Michael Ignatieff

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Michael Ignatieff (1947-) is the leader of the Liberal Party (Canada), Member of Parliament for Etobicoke-Lakeshore. Prior to returning to Canada to enter politics,[1] he was a professor at Harvard University's Carr Center for Human Rights Policy, and also had taught at Cambridge University, Oxford University, the University of California, the University of London and the London School of Economics.

Unusual among human rights activists, he is an interventionist who supported the Afghanistan War (2001-) and the Iraq War. [2] In his review of The Clash of Civilizations and the Remaking of World Order, he regarded Huntington as unclear and oversimplifying, not recognizing when intervention may be needed.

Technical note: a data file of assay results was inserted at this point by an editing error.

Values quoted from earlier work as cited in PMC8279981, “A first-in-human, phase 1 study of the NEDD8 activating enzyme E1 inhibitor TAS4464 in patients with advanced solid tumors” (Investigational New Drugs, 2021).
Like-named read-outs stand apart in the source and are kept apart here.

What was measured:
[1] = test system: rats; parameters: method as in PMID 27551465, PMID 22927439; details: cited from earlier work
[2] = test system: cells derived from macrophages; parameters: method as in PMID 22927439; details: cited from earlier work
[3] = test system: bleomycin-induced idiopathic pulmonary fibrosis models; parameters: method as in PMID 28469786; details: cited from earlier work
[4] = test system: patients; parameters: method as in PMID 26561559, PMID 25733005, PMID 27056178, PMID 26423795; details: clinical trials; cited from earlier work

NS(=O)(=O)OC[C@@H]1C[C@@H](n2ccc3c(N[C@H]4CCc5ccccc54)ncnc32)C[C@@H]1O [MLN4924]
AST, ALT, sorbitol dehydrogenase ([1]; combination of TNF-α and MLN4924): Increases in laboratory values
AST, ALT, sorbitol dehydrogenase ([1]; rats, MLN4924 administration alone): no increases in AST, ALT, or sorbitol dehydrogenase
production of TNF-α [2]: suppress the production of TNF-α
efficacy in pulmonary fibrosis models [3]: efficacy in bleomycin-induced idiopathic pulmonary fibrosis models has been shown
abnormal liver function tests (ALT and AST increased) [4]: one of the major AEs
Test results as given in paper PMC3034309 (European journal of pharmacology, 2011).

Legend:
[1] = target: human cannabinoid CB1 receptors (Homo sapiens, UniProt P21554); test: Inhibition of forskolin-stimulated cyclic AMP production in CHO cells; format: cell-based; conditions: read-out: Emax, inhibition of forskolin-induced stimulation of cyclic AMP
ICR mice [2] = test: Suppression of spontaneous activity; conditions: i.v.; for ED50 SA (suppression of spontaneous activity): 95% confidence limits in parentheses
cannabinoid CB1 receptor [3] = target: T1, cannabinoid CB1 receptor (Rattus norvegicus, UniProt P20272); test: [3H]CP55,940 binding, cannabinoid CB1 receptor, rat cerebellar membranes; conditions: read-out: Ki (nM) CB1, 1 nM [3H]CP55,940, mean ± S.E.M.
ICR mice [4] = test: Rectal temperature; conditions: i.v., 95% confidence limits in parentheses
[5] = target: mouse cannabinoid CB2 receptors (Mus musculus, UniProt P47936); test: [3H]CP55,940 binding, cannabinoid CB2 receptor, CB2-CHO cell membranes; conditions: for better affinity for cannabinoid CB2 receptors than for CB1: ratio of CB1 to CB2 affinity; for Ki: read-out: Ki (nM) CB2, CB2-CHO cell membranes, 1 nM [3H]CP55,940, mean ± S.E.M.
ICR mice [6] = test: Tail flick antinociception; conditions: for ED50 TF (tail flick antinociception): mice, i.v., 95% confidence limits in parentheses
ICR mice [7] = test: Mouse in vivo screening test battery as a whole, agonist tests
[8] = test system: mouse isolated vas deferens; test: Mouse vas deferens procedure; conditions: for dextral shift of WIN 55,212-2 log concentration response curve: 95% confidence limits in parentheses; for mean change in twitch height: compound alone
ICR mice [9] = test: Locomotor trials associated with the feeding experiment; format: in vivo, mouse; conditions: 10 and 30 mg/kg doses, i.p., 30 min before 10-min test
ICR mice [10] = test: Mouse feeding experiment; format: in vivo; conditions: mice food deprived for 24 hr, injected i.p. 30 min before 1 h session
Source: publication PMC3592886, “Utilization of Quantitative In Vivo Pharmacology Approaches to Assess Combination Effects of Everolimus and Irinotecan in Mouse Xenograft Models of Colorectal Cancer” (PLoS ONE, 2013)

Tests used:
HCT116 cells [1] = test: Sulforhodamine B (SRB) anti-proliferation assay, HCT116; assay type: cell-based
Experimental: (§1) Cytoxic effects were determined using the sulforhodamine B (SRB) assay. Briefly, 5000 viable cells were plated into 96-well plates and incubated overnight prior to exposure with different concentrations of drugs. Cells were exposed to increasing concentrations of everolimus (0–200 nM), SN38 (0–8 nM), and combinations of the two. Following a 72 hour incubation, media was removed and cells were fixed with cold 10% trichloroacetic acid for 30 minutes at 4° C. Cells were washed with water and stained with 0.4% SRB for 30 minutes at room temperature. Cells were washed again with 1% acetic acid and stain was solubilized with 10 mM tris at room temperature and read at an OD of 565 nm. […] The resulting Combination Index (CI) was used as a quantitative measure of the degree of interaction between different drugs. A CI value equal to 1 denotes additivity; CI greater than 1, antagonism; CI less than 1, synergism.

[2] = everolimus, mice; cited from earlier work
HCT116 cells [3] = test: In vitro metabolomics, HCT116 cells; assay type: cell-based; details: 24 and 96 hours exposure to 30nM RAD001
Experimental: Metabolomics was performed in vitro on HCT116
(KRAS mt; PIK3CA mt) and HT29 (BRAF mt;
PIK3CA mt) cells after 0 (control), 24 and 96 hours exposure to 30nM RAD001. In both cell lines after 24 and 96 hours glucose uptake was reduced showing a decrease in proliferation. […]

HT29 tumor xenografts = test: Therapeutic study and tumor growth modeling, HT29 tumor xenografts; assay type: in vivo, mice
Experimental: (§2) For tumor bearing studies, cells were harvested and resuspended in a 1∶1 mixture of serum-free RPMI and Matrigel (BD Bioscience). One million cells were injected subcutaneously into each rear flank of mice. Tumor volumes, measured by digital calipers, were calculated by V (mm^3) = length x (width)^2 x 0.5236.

His political career began early, as a Young Liberal volunteer, in 1965, for Lester Pearson. He was the national youth organizer for Pierre Trudeau in 1968.

In 2001, Prime Minister of Canada Jean Chrétien and Foreign Minister Lloyd Axworthy appointed him as a Canadian representative on the International Commission on Intervention and State Sovereignty.

He was a journalist before entering academia. In 1993, for the BBC, he spent time in Quebec, the Ukraine, Iraq and the former Yugoslavia to produce “Blood and Belonging: Journeys in to the New Nationalism”, which he later developed into a book. He has also written novels and a screenplay.

His undergraduate degree in history is from the University of Toronto and his doctorate from Harvard; his first job was as a reporter on the Toronto Globe and Mail.

References

  1. Sheelah Kolhatkar (4 December 2005), Superstar Ignatieff Leaves Harvard, Times To Save the Canadians
  2. Juanita Leon (29 May 2008), "Michael Ignatieff: A Man for all Seasons", FLYP